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Kidney Int. 2001 Apr;59(4):1498-509.

Obesity-related glomerulopathy: an emerging epidemic.

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Department of Pathology, Columbia University, College of Physicians and Surgeons, New York, New York 10032, USA.



We report the first large renal biopsy-based clinicopathologic study on obesity-related glomerulopathy.


Obesity was defined as body mass index (BMI)> 30 kg/m2. Obesity-related glomerulopathy (ORG) was defined morphologically as focal segmental glomerulosclerosis and glomerulomegaly (O-FSGS; N = 57) or glomerulomegaly alone (O-GM; N = 14).


Review of 6818 native renal biopsies received from 1986 to 2000 revealed a progressive increase in biopsy incidence of ORG from 0.2% in 1986-1990 to 2.0% in 1996-2000 (P = 0.0001). Mean BMI in ORG was 41.7 (range 30.9 to 62.7). Indications for renal biopsy included proteinuria (N = 40) or proteinuria and renal insufficiency (N = 31). Seventy-one patients with ORG were compared to 50 patients with idiopathic FSGS (I-FSGS). Patients with ORG were older (mean 42.9 vs. 32.6 years, P < 0.001) and more often Caucasian (75% vs. 52%; P = 0.003). ORG patients had a lower incidence of nephrotic range proteinuria (48% vs. 66%; P = 0.007) and nephrotic syndrome (5.6% vs. 54%; P < 0.001), with higher serum albumin (3.9 vs. 2.9 g/dL; P < 0.001), lower serum cholesterol (229 vs. 335 mg/dL; P < 0.001), and less edema (35% vs. 68%; P = 0.003). On renal biopsy, patients with ORG had fewer lesions of segmental sclerosis (10 vs. 39%; P < 0.001), more glomerulomegaly (100% vs. 10%; P < 0.001), and less extensive foot process effacement (40 vs. 75%; P < 0.001). Glomerular diameter in ORG (mean 226 mu) was significantly larger than age- and sex-matched normal controls (mean 168 mu; P < 0.001). Follow-up was available in 56 ORG patients (mean 27 months) and 50 idiopathic FSGS controls (mean 38 months). A total of 75% of ORG patients received angiotensin-converting enzyme (ACE) inhibition or A2 blockade while 78% of the I-FSGS patients received immunosuppressive therapy. ORG patients had less frequent doubling of serum creatinine (14.3% vs. 50%; P < 0.001) and progression to ESRD (3.6% vs. 42%; P < 0.001). On multivariate analysis, presenting serum creatinine and severity of proteinuria were the only predictors of poor outcome in ORG.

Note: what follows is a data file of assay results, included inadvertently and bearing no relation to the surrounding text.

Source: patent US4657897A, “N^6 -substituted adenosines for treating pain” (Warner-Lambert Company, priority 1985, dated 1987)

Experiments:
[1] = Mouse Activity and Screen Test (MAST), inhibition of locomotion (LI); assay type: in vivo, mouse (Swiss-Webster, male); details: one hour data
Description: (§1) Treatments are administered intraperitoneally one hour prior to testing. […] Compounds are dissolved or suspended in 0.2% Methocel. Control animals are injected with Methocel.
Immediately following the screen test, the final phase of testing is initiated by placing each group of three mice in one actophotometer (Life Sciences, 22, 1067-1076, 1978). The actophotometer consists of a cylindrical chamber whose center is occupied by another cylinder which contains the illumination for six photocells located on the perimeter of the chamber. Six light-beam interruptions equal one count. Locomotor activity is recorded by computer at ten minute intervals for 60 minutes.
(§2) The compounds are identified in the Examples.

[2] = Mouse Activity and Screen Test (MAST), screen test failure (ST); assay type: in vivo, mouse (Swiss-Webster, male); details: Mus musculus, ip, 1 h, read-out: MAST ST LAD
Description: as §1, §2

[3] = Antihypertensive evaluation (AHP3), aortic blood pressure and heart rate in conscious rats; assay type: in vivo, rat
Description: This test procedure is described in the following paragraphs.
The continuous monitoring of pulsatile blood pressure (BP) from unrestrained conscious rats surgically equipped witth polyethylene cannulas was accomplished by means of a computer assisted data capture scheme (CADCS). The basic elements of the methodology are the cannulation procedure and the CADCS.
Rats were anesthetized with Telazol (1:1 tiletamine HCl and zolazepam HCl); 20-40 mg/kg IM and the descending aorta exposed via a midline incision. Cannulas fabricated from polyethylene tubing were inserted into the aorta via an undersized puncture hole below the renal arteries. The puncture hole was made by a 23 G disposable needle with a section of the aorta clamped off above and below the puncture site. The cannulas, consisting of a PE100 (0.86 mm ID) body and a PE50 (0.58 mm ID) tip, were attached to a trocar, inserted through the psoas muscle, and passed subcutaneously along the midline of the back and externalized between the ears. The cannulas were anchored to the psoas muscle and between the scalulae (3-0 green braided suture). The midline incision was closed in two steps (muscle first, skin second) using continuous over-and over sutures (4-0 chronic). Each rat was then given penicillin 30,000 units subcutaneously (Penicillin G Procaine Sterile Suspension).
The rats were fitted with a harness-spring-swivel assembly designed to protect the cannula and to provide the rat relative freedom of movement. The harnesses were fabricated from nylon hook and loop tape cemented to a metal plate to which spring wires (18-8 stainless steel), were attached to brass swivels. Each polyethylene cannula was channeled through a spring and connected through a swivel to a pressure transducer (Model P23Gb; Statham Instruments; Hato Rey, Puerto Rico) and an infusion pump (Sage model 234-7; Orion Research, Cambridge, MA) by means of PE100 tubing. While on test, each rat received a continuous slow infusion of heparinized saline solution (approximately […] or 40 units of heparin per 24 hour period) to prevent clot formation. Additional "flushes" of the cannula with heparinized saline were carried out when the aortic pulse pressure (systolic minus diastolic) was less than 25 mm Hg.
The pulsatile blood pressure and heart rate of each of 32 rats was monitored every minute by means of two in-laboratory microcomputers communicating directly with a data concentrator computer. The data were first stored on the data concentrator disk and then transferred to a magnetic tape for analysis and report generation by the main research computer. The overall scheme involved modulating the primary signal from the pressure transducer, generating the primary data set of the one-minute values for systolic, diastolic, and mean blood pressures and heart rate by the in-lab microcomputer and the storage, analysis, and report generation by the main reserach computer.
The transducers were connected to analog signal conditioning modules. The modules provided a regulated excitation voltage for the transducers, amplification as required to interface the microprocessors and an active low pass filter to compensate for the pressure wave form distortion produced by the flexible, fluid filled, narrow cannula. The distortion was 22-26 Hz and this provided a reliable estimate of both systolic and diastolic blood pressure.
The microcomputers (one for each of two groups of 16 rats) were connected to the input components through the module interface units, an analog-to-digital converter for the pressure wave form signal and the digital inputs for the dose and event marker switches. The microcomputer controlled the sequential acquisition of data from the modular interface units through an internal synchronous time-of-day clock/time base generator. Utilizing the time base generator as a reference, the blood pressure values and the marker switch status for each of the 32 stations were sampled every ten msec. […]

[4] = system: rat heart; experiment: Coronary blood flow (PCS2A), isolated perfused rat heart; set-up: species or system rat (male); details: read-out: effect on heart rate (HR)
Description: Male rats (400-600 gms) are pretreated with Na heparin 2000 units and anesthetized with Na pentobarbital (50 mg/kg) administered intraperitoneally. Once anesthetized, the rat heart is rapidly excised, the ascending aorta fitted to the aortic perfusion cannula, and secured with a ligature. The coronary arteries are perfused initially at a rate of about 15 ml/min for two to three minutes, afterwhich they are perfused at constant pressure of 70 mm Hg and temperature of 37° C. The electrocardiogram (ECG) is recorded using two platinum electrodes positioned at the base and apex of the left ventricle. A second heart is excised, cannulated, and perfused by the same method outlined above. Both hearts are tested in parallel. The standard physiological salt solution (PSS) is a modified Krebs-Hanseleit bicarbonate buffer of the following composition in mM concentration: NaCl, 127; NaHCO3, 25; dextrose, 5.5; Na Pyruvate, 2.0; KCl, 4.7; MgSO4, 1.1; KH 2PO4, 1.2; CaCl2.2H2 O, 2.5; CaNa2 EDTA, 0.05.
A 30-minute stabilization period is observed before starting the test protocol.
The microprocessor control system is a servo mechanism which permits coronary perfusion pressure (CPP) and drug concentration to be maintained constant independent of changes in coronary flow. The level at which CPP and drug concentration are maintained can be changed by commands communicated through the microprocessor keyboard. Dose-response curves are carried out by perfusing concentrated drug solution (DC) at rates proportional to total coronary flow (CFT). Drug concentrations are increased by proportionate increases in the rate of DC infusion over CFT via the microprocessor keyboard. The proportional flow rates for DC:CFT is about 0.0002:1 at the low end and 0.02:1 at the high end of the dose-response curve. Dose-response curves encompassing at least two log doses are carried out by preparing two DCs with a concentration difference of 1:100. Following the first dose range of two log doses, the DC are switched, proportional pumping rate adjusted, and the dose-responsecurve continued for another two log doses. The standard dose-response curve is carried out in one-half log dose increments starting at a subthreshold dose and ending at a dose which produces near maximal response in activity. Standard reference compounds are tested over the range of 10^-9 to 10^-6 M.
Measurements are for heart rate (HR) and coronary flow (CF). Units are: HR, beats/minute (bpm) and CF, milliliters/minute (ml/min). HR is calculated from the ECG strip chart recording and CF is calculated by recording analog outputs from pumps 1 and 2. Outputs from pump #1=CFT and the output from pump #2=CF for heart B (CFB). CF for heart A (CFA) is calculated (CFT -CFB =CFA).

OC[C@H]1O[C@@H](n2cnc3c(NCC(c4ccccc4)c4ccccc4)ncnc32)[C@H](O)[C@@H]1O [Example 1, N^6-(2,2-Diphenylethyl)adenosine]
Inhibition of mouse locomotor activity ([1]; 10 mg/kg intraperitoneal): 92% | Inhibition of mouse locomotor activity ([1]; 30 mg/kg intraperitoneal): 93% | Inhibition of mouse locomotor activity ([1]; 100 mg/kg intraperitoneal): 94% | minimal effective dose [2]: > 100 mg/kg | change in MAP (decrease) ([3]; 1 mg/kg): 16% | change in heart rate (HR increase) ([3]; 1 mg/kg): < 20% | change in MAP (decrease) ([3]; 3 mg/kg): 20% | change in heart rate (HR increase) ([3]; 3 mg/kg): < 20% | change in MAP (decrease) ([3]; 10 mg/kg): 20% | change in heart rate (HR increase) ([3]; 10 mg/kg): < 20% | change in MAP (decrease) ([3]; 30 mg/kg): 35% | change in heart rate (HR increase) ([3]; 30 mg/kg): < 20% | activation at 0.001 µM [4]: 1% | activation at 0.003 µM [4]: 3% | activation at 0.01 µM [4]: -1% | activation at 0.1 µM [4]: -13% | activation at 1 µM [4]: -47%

ORG is distinct from idiopathic FSGS, with a lower incidence of nephrotic syndrome, more indolent course, consistent presence of glomerulomegaly, and milder foot process fusion. The ten-fold increase in incidence over 15 years suggests a newly emerging epidemic. Heightened physician awareness of this entity is needed to ensure accurate diagnosis and appropriate therapy.

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